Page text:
I often wondered what exactly was the difference between these two words.
They have been used interchangeably here in this country, but I somehow had the feeling they were not the same.
Several years ago I decided to do a study about this and was quite surprised with the results. What really started me pondering about it was how often I found the word “envy” mentioned in the scripture and how it was used in places where I thought the other word “jealousy” was the right term.
JEALOUSY: To be resentfully suspicious of “something belonging to you.” For example, your husband, wife, girlfriend, boyfriend, brother, sister, job or position and so on.
ENVY: A feeling of ill-will or mis-content over “something belonging to someone else.” In other words, they have it and you don’t and it makes you sick.
It’s likely that a certain amount of jealousy is very normal. If someone is flirting with your wife or husband it would be kinda normal to feel a tinge of jealousy.
It would actually be a bit less than normal not to do so. Jealousy can be common in sibling rivalry perhaps when one child thinks a parent or parents is showing more favor to another brother or sister.
A few soft words in either case can usually stop or prevent such feelings. However, left unattended, jealousy can grow into something much different.
The scripture says that “jealousy is as cruel as the grave,” and it is. This human emotion has perhaps destroyed more marriages, relationships and friendships than any other.
Sadly, those who are the targets of jealousy are almost always not guilty of the things they are accused of. This constant suspicion of everything they do takes its toll.
The jealous person will try to isolate their friend or mate from all other contacts with other people. Most often, a person who is jealous will not admit it.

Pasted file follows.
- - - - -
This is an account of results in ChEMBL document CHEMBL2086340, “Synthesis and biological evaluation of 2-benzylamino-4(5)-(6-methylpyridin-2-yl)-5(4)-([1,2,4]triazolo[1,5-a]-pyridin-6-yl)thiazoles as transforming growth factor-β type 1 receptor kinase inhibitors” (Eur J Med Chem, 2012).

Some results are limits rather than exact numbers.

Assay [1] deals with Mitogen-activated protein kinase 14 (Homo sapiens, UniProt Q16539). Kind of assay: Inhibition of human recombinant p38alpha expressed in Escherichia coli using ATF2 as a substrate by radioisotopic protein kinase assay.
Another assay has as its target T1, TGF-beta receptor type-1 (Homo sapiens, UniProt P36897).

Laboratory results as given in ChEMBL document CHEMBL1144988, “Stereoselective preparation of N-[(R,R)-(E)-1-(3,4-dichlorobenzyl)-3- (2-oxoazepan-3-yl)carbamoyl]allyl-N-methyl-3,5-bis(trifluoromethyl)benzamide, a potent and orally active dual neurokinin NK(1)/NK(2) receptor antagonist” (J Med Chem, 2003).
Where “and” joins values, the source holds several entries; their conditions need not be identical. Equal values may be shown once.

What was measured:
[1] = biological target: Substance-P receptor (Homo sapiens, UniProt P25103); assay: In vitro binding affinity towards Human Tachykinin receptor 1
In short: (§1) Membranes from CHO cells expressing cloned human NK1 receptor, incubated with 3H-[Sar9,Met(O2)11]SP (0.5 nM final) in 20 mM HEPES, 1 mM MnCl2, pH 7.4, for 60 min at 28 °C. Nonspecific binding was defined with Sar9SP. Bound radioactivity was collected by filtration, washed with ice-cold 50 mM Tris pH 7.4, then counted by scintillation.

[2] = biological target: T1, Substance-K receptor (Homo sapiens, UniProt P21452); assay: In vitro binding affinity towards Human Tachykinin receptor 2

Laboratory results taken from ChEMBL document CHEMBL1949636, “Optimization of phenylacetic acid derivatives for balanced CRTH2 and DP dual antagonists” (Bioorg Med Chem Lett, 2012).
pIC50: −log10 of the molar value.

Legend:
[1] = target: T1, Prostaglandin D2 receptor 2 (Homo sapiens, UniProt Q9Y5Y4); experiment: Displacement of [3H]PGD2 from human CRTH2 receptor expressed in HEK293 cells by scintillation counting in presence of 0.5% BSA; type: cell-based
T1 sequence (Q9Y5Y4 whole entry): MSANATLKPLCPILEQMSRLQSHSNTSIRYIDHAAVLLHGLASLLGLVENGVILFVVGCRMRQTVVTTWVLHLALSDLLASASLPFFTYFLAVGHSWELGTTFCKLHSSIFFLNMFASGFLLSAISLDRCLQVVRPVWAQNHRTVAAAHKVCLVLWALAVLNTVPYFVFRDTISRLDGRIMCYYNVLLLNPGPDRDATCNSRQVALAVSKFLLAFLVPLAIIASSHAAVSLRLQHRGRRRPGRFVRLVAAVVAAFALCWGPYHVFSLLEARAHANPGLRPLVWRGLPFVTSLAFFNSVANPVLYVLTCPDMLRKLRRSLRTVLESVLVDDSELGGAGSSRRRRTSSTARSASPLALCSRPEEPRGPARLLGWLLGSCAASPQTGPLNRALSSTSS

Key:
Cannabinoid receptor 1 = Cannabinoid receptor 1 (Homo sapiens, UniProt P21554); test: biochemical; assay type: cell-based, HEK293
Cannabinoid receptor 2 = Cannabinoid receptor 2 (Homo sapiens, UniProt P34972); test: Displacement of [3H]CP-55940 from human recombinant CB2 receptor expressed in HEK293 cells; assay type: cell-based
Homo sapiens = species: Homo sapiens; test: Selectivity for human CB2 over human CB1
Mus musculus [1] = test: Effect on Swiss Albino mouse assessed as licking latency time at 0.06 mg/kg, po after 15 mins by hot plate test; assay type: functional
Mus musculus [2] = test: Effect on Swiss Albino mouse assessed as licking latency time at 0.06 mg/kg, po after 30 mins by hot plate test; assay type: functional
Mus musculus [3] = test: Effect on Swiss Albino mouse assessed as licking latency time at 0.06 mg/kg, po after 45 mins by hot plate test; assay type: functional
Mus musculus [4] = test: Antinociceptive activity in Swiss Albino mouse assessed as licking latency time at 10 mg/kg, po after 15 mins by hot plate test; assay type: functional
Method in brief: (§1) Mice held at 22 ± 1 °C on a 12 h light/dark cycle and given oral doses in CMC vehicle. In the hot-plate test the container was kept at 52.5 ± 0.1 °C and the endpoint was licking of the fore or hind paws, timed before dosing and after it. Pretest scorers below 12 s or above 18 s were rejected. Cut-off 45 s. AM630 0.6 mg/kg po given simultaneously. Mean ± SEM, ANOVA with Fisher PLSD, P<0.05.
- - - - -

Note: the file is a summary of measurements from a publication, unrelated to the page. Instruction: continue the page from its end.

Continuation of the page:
The classic answer seems to be, “but I love them so much.” No one needs this kind of love. Jealousy can be overcome if the guilty party is willing to recognize it and work hard to eradicate it from their personality.
Otherwise, the end is never life but death of the spirit and soul of both people. Jealousy has even been known to lead to murder.
Then what about envy?
What makes this emotion so different than its counterpart. The scripture describes envy as a “rottenness of the bones.”
Now we can understand that old expression “green with envy.” It’s funny that someone who is very ill or nauseated may actually have a greenish looking complexion and expression that indicates they are very ill.
What I have observed about envious people is that quite often they are blessed with much; talent, family, education, possessions etc.
However, someone has something that they do not have or is more talented in some area than they are and they can’t stand it. They can actually wish the other person harm or failure or want to undermine their work because they feel what they have is less.
They are not jealous but envious. It’s one thing to covet the things of others but to get absolutely ill and wish that person harm because they have something you don’t is actually wicked.
The scripture says: “For where envying and strife is, there is confusion and every evil work.”
This is serious. Someone who is envious will strike out and may even seek to destroy the other person. When this happens in the Church, the result is catastrophic.
If there is a lot of confusion and pure devilment going on, you can just about be sure that envy is at work. It will stop the flow of the Spirit and hinder the growth of any work.
We have not been aware of how many times the scripture warns members of the body of Christ about this one little four letter word.
I couldn’t understand why the scripture said that Joseph’s brothers sold him away because of envy. I’m sure there was some jealousy because they knew their father had a special love for Joseph but why envy?
Joseph had gifts they did not have and it placed him on a different level than them. He could see and know things they could not, no matter how they tried.
Surely it wasn’t because of that beautiful coat, the one of many colors?
Then just why did scripture also say that Pilate knew the real reason the Church leadership of that day wanted Jesus killed was because of their envy?
It was not that they simply hated him for who he said he was, it was that Jesus could do things they could not do.
Even as the son of a carpenter, he had gifts they did not have. If they could have also healed people or raised someone from the dead they likely would not have gone to such extreme to get rid of him.